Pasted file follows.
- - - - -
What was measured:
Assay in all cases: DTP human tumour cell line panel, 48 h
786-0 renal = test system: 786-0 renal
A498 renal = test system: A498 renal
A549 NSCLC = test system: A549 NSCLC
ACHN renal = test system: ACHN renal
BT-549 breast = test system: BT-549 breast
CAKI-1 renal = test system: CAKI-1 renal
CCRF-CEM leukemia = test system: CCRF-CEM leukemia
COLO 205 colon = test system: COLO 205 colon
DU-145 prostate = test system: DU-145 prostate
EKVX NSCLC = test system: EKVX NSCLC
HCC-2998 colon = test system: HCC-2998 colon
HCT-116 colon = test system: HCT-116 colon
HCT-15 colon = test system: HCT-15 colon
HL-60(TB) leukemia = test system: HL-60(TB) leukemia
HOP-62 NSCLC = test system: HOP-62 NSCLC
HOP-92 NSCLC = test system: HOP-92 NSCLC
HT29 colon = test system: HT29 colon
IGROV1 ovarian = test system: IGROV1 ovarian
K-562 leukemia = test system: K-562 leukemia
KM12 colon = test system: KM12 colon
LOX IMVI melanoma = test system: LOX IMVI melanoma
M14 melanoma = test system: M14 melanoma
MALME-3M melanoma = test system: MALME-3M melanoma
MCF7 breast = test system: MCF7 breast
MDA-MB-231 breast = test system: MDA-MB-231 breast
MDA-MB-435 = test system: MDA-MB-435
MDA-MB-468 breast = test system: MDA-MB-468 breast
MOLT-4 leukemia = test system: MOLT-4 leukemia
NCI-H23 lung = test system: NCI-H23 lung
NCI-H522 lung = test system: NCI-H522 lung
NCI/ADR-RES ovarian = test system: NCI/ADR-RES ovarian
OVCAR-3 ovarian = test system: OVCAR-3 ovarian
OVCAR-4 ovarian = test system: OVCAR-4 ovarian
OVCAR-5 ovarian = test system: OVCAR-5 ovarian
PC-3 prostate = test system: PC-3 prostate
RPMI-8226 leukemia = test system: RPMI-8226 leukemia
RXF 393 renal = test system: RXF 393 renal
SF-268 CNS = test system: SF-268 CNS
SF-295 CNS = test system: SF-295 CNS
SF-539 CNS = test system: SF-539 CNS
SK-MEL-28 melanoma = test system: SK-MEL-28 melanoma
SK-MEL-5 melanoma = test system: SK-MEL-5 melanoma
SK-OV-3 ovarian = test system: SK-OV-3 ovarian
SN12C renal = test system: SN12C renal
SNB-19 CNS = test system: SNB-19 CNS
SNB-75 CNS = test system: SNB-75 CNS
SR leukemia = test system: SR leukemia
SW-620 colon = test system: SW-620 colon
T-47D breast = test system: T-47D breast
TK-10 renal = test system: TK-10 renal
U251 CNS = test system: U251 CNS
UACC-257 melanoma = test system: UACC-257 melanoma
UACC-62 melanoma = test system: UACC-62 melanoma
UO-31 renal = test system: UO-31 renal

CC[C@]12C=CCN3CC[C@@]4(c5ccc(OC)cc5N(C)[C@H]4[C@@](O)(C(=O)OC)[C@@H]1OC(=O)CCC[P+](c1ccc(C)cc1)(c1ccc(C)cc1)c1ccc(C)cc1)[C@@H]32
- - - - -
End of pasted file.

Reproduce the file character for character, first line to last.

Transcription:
What was measured:
Assay in all cases: DTP human tumour cell line panel, 48 h
786-0 renal = test system: 786-0 renal
A498 renal = test system: A498 renal
A549 NSCLC = test system: A549 NSCLC
ACHN renal = test system: ACHN renal
BT-549 breast = test system: BT-549 breast
CAKI-1 renal = test system: CAKI-1 renal
CCRF-CEM leukemia = test system: CCRF-CEM leukemia
COLO 205 colon = test system: COLO 205 colon
DU-145 prostate = test system: DU-145 prostate
EKVX NSCLC = test system: EKVX NSCLC
HCC-2998 colon = test system: HCC-2998 colon
HCT-116 colon = test system: HCT-116 colon
HCT-15 colon = test system: HCT-15 colon
HL-60(TB) leukemia = test system: HL-60(TB) leukemia
HOP-62 NSCLC = test system: HOP-62 NSCLC
HOP-92 NSCLC = test system: HOP-92 NSCLC
HT29 colon = test system: HT29 colon
IGROV1 ovarian = test system: IGROV1 ovarian
K-562 leukemia = test system: K-562 leukemia
KM12 colon = test system: KM12 colon
LOX IMVI melanoma = test system: LOX IMVI melanoma
M14 melanoma = test system: M14 melanoma
MALME-3M melanoma = test system: MALME-3M melanoma
MCF7 breast = test system: MCF7 breast
MDA-MB-231 breast = test system: MDA-MB-231 breast
MDA-MB-435 = test system: MDA-MB-435
MDA-MB-468 breast = test system: MDA-MB-468 breast
MOLT-4 leukemia = test system: MOLT-4 leukemia
NCI-H23 lung = test system: NCI-H23 lung
NCI-H522 lung = test system: NCI-H522 lung
NCI/ADR-RES ovarian = test system: NCI/ADR-RES ovarian
OVCAR-3 ovarian = test system: OVCAR-3 ovarian
OVCAR-4 ovarian = test system: OVCAR-4 ovarian
OVCAR-5 ovarian = test system: OVCAR-5 ovarian
PC-3 prostate = test system: PC-3 prostate
RPMI-8226 leukemia = test system: RPMI-8226 leukemia
RXF 393 renal = test system: RXF 393 renal
SF-268 CNS = test system: SF-268 CNS
SF-295 CNS = test system: SF-295 CNS
SF-539 CNS = test system: SF-539 CNS
SK-MEL-28 melanoma = test system: SK-MEL-28 melanoma
SK-MEL-5 melanoma = test system: SK-MEL-5 melanoma
SK-OV-3 ovarian = test system: SK-OV-3 ovarian
SN12C renal = test system: SN12C renal
SNB-19 CNS = test system: SNB-19 CNS
SNB-75 CNS = test system: SNB-75 CNS
SR leukemia = test system: SR leukemia
SW-620 colon = test system: SW-620 colon
T-47D breast = test system: T-47D breast
TK-10 renal = test system: TK-10 renal
U251 CNS = test system: U251 CNS
UACC-257 melanoma = test system: UACC-257 melanoma
UACC-62 melanoma = test system: UACC-62 melanoma
UO-31 renal = test system: UO-31 renal

CC[C@]12C=CCN3CC[C@@]4(c5ccc(OC)cc5N(C)[C@H]4[C@@](O)(C(=O)OC)[C@@H]1OC(=O)CCC[P+](c1ccc(C)cc1)(c1ccc(C)cc1)c1ccc(C)cc1)[C@@H]32